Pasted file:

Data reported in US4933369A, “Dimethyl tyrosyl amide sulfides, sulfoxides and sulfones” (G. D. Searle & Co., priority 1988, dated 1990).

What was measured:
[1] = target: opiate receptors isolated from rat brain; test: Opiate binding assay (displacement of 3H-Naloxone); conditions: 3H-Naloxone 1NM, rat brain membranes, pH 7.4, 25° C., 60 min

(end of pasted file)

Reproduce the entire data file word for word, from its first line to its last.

Data reported in US4933369A, “Dimethyl tyrosyl amide sulfides, sulfoxides and sulfones” (G. D. Searle & Co., priority 1988, dated 1990).

What was measured:
[1] = target: opiate receptors isolated from rat brain; test: Opiate binding assay (displacement of 3H-Naloxone); conditions: 3H-Naloxone 1NM, rat brain membranes, pH 7.4, 25° C., 60 min